weekly theme #33*
week containing the Sunday between June 12-18
I think Christian maturity is a process, a lifelong process. That means I will always carry some immaturity in me, a fact my pride doesn’t like to admit. Yet I can’t deny that I exhibit, even harbor, some very immature traits. Galatians 5:19-21 lists several of my worst traits, including impure thoughts, jealousy, selfish ambition, division, envy, and the feeling that everyone is wrong except my own little group. Compare that list to verses 22 and 23, qualities of living a life controlled by God: love, joy, peace, patience, kindness, goodness, faithfulness, gentleness, and self-control. The first list comes from a view that people are to be used or rejected, but the second list comes from the spirit of unity and sacrifice.
I cannot mature spiritually on my own. God created me for fellowship, and I am dependent upon it for counsel, encouragement, accountability, and more. However, fellowship also has consequences such as frustration, disappointment, and anger. Fellowship is not safe. It removes the insulation of isolation and forces me into the real world with real people. It creates the opportunity to experience sacrifice – my sacrifice on behalf of others and others on behalf of me. “Better safe than sorry” must not stop me from the risk of fellowship because I can play it “safe” and still be sorry.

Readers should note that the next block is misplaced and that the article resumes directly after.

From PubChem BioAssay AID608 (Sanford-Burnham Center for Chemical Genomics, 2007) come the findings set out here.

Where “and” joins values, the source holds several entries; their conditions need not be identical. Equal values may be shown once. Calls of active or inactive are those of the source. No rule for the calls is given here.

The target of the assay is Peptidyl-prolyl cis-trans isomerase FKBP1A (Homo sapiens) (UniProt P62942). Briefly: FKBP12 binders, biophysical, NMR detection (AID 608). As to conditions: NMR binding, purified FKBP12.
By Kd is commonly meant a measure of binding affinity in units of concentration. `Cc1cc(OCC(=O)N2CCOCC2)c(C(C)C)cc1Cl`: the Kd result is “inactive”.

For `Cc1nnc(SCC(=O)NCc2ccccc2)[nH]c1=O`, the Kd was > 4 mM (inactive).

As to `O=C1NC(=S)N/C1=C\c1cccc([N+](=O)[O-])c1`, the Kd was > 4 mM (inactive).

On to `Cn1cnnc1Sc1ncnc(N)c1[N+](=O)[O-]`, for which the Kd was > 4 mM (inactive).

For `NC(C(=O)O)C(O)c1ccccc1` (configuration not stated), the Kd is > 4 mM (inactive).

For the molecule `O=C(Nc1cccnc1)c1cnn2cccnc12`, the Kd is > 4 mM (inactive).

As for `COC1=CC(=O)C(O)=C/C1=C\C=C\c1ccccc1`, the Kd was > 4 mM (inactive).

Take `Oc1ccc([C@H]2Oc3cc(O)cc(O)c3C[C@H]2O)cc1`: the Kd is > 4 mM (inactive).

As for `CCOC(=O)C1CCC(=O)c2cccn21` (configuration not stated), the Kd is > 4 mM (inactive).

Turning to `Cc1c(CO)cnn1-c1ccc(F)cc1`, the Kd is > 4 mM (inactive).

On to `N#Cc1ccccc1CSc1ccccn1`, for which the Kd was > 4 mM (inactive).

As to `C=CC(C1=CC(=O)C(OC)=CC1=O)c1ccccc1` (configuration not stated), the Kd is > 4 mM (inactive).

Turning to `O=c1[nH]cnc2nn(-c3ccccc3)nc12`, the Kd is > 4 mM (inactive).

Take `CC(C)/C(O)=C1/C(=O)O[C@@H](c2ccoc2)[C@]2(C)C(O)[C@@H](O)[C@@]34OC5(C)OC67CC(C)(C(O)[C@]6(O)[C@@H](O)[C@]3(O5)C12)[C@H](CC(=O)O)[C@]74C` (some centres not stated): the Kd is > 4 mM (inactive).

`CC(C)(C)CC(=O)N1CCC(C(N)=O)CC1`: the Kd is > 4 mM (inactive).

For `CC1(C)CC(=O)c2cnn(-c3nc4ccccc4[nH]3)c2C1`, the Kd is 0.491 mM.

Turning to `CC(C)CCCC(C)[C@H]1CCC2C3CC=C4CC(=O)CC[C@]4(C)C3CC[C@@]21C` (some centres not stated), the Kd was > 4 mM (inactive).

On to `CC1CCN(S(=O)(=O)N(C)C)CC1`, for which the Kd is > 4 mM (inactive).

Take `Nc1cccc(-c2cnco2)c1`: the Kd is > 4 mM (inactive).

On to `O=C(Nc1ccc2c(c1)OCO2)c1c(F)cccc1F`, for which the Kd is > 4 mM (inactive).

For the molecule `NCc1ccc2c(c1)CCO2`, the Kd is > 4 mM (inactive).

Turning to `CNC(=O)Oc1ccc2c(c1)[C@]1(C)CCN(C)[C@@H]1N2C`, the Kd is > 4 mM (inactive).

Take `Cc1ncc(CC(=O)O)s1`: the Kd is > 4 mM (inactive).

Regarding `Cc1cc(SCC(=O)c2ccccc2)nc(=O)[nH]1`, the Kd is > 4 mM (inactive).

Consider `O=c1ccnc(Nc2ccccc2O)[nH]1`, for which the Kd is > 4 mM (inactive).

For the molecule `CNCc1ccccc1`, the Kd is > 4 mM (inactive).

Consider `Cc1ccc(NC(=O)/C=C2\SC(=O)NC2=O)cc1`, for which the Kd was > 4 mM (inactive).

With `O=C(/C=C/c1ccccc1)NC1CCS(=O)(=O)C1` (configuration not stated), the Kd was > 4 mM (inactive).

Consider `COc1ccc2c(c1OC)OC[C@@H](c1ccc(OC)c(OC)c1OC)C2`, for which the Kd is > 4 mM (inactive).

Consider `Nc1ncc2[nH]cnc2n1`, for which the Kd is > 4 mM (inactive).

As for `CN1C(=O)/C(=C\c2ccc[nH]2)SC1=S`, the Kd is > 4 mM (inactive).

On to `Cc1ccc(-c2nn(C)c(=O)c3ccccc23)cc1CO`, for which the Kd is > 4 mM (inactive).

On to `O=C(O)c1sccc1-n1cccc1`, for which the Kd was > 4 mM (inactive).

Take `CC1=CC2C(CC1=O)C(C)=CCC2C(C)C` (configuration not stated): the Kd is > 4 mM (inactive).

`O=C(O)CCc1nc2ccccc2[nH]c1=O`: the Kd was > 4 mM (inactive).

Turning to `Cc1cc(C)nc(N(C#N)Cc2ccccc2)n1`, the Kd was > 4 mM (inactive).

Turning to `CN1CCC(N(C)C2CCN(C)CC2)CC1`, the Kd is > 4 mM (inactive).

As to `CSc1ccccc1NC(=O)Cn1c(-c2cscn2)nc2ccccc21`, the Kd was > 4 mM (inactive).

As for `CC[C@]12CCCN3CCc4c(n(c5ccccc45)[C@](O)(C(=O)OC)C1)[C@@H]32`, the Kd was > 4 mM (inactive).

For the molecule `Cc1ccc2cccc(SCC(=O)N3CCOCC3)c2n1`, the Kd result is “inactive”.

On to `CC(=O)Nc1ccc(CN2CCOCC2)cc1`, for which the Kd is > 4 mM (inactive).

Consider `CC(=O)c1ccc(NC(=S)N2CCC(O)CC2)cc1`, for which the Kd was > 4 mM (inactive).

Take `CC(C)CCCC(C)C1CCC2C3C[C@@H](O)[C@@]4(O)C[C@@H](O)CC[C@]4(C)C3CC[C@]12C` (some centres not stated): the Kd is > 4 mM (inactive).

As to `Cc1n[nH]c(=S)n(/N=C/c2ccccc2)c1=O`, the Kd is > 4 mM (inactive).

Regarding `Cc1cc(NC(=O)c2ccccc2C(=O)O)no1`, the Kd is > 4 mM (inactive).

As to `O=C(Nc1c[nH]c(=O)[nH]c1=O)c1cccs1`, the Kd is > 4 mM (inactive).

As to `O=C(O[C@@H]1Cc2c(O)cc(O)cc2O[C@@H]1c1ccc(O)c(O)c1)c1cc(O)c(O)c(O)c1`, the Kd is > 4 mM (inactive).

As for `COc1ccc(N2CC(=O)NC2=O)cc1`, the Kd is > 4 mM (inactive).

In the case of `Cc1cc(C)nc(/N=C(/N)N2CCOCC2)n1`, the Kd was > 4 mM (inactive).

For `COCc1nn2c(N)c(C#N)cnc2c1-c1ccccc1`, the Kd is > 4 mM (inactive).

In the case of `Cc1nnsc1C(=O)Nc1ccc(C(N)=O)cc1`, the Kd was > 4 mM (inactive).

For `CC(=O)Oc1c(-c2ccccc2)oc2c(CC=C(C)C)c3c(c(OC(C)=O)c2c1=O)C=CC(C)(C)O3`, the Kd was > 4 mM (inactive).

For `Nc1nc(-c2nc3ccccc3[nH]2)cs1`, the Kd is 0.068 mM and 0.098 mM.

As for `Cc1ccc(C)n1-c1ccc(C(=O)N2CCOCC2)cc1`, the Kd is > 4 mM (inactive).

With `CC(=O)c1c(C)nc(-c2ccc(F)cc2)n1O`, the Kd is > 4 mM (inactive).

It seems that physical maturity happens automatically, without much input or effort on my part. However, spiritual maturity seems to be such work. I think that’s because I’m so “at home” in the body that I don’t consider getting exercise, nourishment, and rest as work. (Well, maybe the exercise sometimes!) In contrast, defining spiritual exercise, nourishment, and rest is difficult, and then doing them seems unnatural. How do I become more “at home” with the Lord than I do with the world?
There is a story that tells of a man-made of salt who had lived his whole live on dry land. One day he was confronted by a ground he had never seen; it was moving, noisy, and unknown. He asked, “What are you?” It answered, “I am the river.” The man tried to understand the river but could not – until he stepped into it. The man shuddered when he realized that he had given part of himself to the river to understand it. But, over time, he became more “at home” in the water, even though it cost more and more of himself. Finally, he gave it his all. (adapted from Living Prayer by Anthony Bloom)
*A Guide To Prayer by Job and Shawchuck provided the scripture references and readings that inspired these reflections. I found this devotional to be the most heart changing of any I’ve used. It truly lives up to its title.